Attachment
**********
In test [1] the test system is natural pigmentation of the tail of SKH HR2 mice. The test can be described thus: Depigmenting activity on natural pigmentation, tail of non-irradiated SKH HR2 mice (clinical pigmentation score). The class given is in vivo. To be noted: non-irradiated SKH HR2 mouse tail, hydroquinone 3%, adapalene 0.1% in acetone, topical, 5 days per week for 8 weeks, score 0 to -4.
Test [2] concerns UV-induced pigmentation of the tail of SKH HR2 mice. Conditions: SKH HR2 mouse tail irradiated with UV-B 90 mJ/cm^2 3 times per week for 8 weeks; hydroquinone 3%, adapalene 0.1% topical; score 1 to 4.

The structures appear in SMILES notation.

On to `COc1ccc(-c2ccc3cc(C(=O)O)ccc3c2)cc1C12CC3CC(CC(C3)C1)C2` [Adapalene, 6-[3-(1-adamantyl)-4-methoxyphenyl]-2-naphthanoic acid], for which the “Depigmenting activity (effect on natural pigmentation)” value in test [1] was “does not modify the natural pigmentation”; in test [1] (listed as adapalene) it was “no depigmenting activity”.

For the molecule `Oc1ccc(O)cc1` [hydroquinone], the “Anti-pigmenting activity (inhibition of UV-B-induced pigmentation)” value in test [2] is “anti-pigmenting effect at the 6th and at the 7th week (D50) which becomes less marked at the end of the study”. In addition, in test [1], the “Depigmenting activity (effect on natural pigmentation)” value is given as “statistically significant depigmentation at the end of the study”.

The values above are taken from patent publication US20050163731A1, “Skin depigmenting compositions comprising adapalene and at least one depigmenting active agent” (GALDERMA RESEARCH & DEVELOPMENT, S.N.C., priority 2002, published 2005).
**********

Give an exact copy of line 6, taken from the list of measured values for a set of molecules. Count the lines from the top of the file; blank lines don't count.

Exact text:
The values above are taken from patent publication US20050163731A1, “Skin depigmenting compositions comprising adapalene and at least one depigmenting active agent” (GALDERMA RESEARCH & DEVELOPMENT, S.N.C., priority 2002, published 2005).